On The Media
On The Media, hosted by Bob Garfield and Brooke Gladstone, is America's only national radio program devoted to media criticism and analysis, lifting the veil on how the media works.
In the wake of the DNC email scandal, reports are surfacing that Russian hackers are behind the hack. But as the media runs with a narrative about Donald Trump's connections to Vladimir Putin, we ask: is it misleading?
Plus: a Breaking News Consumer's Handbook on reporting about migration, both across US borders and around the world -- and what myths persist about the large-scale movement of people.
And reporter Ilya Marritz goes to Germany to learn about how that country's media is reacting to one million refugees and migrants who have arrived in the last year.
Eating like a regular person when you’re on the campaign trail is hard. The cameras are in your face and they really, really want to see you drip grease on your shirt or eat a slice of pizza with a knife and fork or take a big ol’ bite out of a (let's face it) totally phallic corn-dog.
In the coming months, as we watch the Hillary Clinton and Donald Trump bandwagons go from town to town --from diners to BBQ’s to hog roasts -- Dan Pashman, host of The Sporkful podcast, wants you to know that every choice the candidates make about food (to slurp or not to slurp), is a thoroughly vetted process.
The divide between the Black Lives Matter movement and the police is often portrayed as unbridgeable. This week: finding common ground and working on addressing the real problems of policing in America.
Plus, reviewing the Republican National Convention as well as conventions past.
And, after Turkey’s failed coup, a Breaking News Consumer's Handbook for how to successfully cover, and carry out, a military coup. And a Turkish journalist talks about what happened when the coup plotters took over his newspaper's offices.
Brazil's crises have been very good for Sensacionalista, a site that's based on The Onion and now one of the most popular "news" sites in the country. Two years ago, the group had 30,000 likes on Facebook. Today, it has 2.8 million.
At times, real Brazilian headlines can seem absurd. For example, military police killed a jaguar, the national animal, at an Olympic-torch lighting ceremony; the interim president's new cabinet only has white men; and just weeks before the Olympics, the tourism minister has resigned.
Bob met co-founders Nelito Fernandes and Martha Mendonca at their home in Rio de Janeiro (they're married) to hear about how the Brazilian public has been reading the news through the lens of satire -- and what news is too awful even for jokes.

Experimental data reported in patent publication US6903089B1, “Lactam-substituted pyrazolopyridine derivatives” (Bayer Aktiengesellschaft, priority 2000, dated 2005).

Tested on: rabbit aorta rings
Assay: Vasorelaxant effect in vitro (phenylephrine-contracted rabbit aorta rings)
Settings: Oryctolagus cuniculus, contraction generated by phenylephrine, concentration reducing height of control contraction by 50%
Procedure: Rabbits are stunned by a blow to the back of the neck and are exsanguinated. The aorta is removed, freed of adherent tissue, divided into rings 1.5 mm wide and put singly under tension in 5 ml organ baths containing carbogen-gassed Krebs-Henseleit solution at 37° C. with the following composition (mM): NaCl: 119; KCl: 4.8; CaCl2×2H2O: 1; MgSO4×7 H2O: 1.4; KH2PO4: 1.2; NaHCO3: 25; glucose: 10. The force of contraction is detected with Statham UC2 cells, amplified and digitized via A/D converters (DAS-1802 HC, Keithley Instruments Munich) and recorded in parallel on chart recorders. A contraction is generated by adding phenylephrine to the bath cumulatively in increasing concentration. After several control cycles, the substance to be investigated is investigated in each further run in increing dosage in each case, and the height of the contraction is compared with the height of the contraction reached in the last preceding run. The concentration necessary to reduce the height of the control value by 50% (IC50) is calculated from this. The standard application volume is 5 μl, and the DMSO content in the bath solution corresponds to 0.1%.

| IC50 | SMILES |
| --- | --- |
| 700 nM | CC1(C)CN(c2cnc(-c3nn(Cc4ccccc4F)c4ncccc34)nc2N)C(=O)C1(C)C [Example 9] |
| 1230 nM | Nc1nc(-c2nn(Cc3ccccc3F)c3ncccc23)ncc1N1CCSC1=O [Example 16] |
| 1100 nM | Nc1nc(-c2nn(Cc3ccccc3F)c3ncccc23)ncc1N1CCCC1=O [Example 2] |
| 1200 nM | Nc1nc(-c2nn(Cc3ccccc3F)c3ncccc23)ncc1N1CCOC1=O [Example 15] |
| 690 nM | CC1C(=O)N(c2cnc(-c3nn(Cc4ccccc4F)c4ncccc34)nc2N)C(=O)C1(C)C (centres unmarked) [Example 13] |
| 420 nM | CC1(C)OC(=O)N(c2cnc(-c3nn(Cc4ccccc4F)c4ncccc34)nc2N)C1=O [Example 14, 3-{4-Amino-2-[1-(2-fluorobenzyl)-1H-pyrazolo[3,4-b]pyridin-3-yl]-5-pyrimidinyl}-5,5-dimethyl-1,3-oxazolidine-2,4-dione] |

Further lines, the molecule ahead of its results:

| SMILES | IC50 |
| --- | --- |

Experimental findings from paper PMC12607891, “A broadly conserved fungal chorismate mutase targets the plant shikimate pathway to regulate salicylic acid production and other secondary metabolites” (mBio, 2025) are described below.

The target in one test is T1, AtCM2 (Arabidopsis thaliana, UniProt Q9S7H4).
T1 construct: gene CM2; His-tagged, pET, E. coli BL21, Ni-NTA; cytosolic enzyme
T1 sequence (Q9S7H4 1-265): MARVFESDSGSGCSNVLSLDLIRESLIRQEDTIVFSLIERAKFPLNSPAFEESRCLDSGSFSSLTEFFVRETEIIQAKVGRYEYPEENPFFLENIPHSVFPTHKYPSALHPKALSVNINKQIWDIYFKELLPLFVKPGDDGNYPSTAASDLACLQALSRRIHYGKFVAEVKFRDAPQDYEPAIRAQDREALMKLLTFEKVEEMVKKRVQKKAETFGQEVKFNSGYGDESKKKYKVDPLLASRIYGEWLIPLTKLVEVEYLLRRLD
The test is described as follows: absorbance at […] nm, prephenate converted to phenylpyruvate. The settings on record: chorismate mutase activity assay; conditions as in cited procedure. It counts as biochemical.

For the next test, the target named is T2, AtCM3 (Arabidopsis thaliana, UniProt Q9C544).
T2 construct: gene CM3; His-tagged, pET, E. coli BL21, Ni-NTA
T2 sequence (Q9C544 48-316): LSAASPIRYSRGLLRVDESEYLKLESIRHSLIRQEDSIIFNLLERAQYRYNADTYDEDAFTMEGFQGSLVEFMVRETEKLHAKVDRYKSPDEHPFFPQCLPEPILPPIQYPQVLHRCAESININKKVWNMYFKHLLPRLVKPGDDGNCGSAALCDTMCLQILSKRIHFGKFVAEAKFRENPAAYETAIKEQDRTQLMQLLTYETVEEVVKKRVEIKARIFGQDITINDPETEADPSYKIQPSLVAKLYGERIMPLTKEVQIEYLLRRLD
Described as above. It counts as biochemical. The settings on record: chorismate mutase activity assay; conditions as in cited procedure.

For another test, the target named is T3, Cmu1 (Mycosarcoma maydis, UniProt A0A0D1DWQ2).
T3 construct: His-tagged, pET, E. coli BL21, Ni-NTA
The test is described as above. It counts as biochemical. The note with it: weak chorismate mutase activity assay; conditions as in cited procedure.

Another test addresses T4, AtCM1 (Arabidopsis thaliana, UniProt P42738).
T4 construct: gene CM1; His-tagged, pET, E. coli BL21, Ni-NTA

OTM is in Brazil this week. We delve into the web of challenges ensnaring the country: a recession, crime waves, corruption scandals, the Zika virus... all in the run-up to the Olympic Games. Plus, the complex crises facing the media industry at a time when rigorous reporting is more essential than ever.
And, when 30,000 journalists descend on the country from around the world in just a couple of weeks, many will likely produce facile reports about Rio's notorious favelas. We hear from activists and community journalists trying to wrest back the narrative and spark a debate about policing and race not unlike what's unfolding in America.
The deaths of Alton Sterling in Baton Rouge, Louisiana, and Philando Castile in Falcon Heights, Minnesota, were both captured on video. So were the deaths of Walter Scott, Eric Garner, and so many others. That’s not new. But technology has become more and more sophisticated, and so have the bystanders using it, primed by grim history to turn the camera on, and, increasingly, involve an audience. We explore the role of Facebook Live in the events of the last week and offer you our Breaking News Consumer's Handbook: Bearing Witness Edition, for guidance on how to film the police, wisely and within your rights.
Brooke speaks with journalist Carlos Miller of Photography is Not A Crime, former police officer and current law professor Seth Stoughton, and Jennifer Carnig, former communications director for the New York Civil Liberties Union.
Find the ACLU's apps for recording police action here.